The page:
Rabbit project (early stage) bottom solutionThe top had already gotten a few layers, and the head was pretty much where I wanted it to be, thanks to drying it propped up against a soda bottle. With the legs attached, I was able to (ahem) attack the bottom. The rabbit bravely endured a somewhat undignified position for the sake of shoring up its lower half, and I was able to add some layers everywhere but the tip of the muzzle and the fronts of the paws. I’m quite sure no one overthinks quite like this, but to me it became kind of a fun exercise in spatial problem-solving. Your instinct is to approach the project as it will be when it’s finished, upright. But unlike clay, you have the ability to upend your piece, lean it against things, leave it out in odd positions and tackle it from a variety of angles without worrying too much if it’ll get deformed in the process.

Rabbit project (early stage) detailTwo more notes before I sign off: first, notice how rough the layers are in the beginning. The rabbit’s head is covered with lumps and bubbles and and exposed ends and pieces of paper that aren’t lying flat. Don’t sweat it. This takes care of itself as the piece progresses. The more layers you add, the more uniform it will become. Be sure, though, that you’re smoothing out each strip as you lay it down. When it doubt, slather on a little more paste.

The second note involves clean-up. Plastic bags are your friend. I almost didn’t post these pictures, because the bags I used were clear and I didn’t want it to look like I was encouraging just messing around on your floor. Here’s why:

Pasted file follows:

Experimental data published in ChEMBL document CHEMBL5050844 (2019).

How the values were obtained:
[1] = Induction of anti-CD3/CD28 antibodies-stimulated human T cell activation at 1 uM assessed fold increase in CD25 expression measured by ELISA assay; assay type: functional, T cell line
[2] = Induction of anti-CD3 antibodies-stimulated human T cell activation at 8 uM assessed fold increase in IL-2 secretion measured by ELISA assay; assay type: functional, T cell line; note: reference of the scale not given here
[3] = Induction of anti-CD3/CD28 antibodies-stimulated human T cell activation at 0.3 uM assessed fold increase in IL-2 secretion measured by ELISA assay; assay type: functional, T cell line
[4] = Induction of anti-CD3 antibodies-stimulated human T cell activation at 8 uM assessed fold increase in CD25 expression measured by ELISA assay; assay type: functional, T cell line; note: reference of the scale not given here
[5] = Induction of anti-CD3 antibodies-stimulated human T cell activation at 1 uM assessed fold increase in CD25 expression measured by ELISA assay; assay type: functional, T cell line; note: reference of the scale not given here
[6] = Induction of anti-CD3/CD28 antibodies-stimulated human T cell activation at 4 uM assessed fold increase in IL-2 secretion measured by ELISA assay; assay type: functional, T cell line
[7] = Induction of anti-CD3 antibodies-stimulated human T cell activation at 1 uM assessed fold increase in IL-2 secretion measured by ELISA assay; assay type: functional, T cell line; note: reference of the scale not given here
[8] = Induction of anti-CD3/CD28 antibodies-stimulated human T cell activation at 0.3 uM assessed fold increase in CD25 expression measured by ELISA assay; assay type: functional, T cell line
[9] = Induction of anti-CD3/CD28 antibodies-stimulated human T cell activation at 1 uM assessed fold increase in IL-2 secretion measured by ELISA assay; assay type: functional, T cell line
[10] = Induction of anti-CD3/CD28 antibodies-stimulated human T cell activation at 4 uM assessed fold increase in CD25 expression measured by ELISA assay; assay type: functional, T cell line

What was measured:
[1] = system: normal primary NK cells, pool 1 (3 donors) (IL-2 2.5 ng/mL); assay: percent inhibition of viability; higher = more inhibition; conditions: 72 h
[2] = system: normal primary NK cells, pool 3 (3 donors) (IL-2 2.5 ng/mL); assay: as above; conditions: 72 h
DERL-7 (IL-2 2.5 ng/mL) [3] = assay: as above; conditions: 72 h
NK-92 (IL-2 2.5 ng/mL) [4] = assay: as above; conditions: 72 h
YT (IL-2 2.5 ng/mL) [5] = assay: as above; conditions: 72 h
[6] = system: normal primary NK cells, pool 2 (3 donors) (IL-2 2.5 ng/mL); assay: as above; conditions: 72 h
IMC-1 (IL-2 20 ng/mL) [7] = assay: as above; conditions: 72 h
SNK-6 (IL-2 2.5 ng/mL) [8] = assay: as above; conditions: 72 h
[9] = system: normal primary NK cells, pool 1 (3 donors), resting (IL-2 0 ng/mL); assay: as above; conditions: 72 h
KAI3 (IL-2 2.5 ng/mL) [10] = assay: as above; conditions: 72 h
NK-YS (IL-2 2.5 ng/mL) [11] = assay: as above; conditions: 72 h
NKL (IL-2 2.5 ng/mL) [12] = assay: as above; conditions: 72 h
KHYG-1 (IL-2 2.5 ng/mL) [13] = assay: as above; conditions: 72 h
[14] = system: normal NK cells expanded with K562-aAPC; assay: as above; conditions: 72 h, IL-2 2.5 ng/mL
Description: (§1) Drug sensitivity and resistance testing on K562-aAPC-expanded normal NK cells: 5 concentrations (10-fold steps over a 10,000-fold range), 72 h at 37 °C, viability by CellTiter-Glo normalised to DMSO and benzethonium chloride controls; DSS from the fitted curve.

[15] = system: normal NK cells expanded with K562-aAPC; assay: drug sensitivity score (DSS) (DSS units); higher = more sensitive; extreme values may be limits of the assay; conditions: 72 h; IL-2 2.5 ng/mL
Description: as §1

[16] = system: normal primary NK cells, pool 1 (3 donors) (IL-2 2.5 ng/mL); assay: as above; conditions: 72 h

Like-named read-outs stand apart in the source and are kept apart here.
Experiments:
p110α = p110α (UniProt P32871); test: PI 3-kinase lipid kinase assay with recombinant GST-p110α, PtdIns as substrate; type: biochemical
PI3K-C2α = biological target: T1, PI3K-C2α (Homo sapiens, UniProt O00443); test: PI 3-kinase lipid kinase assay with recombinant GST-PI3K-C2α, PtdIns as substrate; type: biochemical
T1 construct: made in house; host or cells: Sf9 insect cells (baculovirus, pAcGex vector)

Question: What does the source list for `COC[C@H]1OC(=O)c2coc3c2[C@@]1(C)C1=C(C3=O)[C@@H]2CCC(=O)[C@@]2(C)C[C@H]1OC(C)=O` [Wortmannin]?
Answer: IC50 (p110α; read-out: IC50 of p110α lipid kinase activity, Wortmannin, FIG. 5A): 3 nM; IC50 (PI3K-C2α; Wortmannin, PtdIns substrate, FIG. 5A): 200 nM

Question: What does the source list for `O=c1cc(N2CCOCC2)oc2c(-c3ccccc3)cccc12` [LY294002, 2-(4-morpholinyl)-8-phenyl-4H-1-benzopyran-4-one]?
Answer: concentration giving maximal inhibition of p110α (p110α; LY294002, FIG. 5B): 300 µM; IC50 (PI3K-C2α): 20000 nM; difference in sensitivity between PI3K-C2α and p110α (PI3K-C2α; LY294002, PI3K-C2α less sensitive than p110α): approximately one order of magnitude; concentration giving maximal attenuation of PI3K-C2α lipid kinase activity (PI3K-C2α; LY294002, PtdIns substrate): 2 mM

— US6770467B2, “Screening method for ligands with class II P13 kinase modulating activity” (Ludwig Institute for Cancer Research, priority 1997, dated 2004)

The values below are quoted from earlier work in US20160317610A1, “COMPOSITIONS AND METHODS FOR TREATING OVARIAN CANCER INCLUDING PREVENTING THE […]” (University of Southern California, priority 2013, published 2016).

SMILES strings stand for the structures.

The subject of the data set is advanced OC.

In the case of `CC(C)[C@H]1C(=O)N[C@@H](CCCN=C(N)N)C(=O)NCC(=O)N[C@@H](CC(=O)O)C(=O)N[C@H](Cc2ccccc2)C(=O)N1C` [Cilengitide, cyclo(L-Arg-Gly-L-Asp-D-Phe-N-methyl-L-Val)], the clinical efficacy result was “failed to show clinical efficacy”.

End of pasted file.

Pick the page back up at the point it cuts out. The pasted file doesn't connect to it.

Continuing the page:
This is why it's good to use protection.

This is why it's good to use protection.

Make it easy on yourself. For now, I’m pausing just long enough to update and then start on my jewelry box while the rabbit dries. Happy crafting!

Fun with non-sculptural paper

October 1, 2009

One of the formative texts of my childhood

One of the formative texts of my childhood

You know, it’s funny. I grew up loving books beyond reason. This isn’t so unusual: my dad is an English professor and my mom has a PhD in psychology, and both been devoted readers my entire life. When you come from that kind of family, it’s not so unusual to think of books that really have changed the course of your life. Some of mine are definitely heavies — The Odyssey, The Republic (in which I discovered that kings fear philosophers, but philosophers fear art), Invisible Cities — but so many more, in a sense, are pretty zany: The Far Side, Calvin & Hobbes, Bloom County (I raided the shelves of older siblings in the ’80s). One of these latter was Papier-Mache for Kids by Sheila McGraw.